To give you an idea of what this book would look like in English, here’s a beta version in pdf format of the two chapters on infographics and data visualization.
AROUND THE WORLD, news media are working hard to improve their visual storytelling skills with the use of photography, illustration, infographics, video, colour, symbols, and signs. Visual tools can make a story more interesting and easier to understand, but making the bits and pieces work effectively together can be a complex task. My book VISUEL JOURNALISTIK will show you how to use visual tools to create clear communication and avoid flashy effects that might confuse the message.
VISUEL JOURNALISTIK is a book for everyone who wants to master the tools of visual communication. I had experienced an unfulfilled need for such a book when teaching at Danish higher education in the fields of journalism and communication. However, this book should be just as useful to professionals.
It is my intention to use the-visual-journalist.com to update the contents of my book, using fresh examples to illustrate some of the points I am trying to make. My blog is bilingual for a number of reasons. One is that I hope to find a publisher for an international version of the book in the near future. In case you’re interested or have any suggestions in this respect, please drop me a line.
VISUEL JOURNALISTIK contains 278 pages in large format (200 x 267 mm). It starts with a theoretical part, followed by practice-oriented presentations of the different visual tools – showing how to use them, and how not to do it, with numerous examples from publications around the world. My book also describes how to integrate visual journalism into the editorial workflow – on every media platform.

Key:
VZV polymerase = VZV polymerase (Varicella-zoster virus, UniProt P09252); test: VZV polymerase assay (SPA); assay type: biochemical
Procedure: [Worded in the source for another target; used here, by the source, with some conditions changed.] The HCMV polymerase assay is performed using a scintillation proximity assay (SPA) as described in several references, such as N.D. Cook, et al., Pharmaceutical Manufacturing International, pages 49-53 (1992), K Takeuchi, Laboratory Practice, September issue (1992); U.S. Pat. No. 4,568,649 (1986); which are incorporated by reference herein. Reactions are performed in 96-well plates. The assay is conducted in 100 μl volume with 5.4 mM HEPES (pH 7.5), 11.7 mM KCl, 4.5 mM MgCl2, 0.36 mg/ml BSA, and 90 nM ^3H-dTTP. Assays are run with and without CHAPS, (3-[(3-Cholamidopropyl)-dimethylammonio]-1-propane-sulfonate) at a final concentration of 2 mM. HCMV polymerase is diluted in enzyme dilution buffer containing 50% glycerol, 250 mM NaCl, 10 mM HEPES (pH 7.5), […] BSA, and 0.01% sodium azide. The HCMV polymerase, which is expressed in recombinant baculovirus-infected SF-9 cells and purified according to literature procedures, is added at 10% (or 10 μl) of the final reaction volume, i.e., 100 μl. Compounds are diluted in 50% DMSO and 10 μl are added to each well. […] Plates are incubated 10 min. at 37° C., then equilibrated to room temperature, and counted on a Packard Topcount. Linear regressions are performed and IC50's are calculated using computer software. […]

Buy the Danish version of VISUEL JOURNALISTIK directly from the publisher and save 40 DKK (normal price 388 DKK).
OLE MUNK’s career in visual mass communication started at the age of twelve when his comic strip ØLVIS was published in the Copenhagen dailies Politiken and (later, when the kids’ pages editor got a new employer) Berlingske Tidende. Working with another comic strip, Felix, helped him finance his studies of architecture, and a growing number of illustration and design assignments inspired Ole Munk to graduate from the Institute of Visual Communication at the Danish Royal Academy of Arts.
After a couple of years as a freelance artist, Ole Munk got the job as Politiken’s first so-called visualizer in 1985. Four years later, he was hired by The Graphic Arts Institute to teach and work with scientific research. For almost thirty years, Ole Munk has been teaching infographics, typography, newspaper design, and drawing at the institution which is today known as The Danish School of Media and Journalism.
In 1995, he became a partner of Ribergård & Munk communication design, one of Scandinavia’s leading companies within the field of news design with more than 100 design and redesign jobs in their portfolio. Since 2014, Ole Munk has been working as the design director of Kristeligt Dagblad (the Christian Daily) alongside his educational and consulting duties.
Over the years, several of his design projects have won awards in Danish and international contests, and in 2003, he received the Commemorative Prize of Knud V Engelhardt (Knud V Engelhardts Mindelegat).